Digitalisation encompasses all industries and nearly all subjects. It can be challenging for the education system to keep up with developments in the various industries. To do this, the education authorities must have a close and well-functioning collaboration with the professional field. The strategy therefore emphasises that updating the content of VET must take place in close cooperation with the vocational councils and social partners, since these are aware of the labour market’s competence needs and are more in touch with developments in the industry. The strategy also states that the education authorities must work systematically to obtain knowledge about labour market needs and recommends that a survey of skilled workers be conducted to provide better knowledge about how VET matches the labour market’s needs.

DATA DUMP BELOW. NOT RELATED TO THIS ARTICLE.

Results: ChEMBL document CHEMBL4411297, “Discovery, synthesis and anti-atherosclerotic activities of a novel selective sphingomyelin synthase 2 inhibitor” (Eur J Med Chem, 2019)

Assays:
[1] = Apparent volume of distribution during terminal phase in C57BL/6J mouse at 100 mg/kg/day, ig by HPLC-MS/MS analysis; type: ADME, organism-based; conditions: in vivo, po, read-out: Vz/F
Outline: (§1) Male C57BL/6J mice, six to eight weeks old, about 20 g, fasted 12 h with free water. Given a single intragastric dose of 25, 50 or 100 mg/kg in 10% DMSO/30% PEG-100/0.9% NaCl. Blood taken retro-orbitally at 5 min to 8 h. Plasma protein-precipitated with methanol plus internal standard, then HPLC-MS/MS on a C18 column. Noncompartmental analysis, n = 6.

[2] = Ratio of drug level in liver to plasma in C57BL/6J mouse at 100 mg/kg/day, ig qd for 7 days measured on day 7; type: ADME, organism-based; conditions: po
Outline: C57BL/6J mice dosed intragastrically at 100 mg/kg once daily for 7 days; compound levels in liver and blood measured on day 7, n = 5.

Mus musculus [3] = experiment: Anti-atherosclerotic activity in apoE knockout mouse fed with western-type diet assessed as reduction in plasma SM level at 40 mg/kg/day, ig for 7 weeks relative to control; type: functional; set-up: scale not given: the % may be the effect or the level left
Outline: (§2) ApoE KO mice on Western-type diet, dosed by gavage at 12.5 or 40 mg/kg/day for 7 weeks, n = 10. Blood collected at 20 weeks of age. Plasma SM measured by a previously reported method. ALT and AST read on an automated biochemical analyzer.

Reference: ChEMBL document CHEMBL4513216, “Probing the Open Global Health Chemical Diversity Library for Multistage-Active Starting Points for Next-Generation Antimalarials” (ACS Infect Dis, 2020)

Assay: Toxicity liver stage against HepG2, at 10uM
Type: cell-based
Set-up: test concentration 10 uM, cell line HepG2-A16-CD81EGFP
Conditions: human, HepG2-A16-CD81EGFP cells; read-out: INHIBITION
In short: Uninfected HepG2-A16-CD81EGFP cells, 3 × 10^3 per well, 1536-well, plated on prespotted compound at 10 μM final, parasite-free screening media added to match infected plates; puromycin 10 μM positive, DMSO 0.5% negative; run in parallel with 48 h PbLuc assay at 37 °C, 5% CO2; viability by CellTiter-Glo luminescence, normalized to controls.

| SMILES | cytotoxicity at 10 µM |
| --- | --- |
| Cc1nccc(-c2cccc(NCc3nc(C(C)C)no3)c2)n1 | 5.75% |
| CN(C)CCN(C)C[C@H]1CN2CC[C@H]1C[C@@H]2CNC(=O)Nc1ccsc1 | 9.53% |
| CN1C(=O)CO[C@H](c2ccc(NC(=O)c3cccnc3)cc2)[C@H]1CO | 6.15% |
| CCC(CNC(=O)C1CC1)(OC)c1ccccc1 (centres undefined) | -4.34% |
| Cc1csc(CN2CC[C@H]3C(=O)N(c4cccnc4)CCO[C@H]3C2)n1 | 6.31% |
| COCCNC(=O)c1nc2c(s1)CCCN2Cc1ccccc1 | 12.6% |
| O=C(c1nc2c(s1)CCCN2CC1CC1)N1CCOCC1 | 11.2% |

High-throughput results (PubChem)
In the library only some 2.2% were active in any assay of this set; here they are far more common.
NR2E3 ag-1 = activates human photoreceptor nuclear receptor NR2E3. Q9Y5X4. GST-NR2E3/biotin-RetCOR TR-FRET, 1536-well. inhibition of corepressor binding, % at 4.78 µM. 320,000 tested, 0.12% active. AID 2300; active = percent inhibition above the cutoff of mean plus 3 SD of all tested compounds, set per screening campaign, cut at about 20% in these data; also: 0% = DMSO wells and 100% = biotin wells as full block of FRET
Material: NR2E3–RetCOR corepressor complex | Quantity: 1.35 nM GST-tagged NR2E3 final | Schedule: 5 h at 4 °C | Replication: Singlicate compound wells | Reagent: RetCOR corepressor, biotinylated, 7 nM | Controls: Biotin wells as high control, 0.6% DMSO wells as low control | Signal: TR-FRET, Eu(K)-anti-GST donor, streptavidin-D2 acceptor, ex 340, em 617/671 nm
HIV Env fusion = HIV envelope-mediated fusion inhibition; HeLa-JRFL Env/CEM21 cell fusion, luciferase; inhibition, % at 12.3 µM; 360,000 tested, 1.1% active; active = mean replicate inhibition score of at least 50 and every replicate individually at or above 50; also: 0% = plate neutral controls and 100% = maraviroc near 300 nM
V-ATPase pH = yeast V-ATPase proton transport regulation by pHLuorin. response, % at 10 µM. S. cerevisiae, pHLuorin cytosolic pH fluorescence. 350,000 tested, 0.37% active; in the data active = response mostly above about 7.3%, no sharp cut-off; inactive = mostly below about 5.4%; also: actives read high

Technological and digital competence is key to succeeding in a great many trades. The same is true of having access to up-to-date, technological, and digital equipment. The public sector will not independently manage to have the most upto-date equipment and technology, nor be constantly informed about the newest forms of organisation and production. A good cooperation between schools and local businesses is thereby necessary to keep abreast of the development in many trades and industries. Changes in the labour market will play a role in which trade and journeyman’s certificates are sought after and which become less relevant. The changes that are set in motion are continuous, and arenas in which the education authorities and labour market can discuss the challenges this creates are a necessity. The strategy therefore encourages the use of established cooperation forums and bodies such as the National Council for Vocational Education and Training and the vocational councils to discuss how the education system can address the changes that follow from new technology.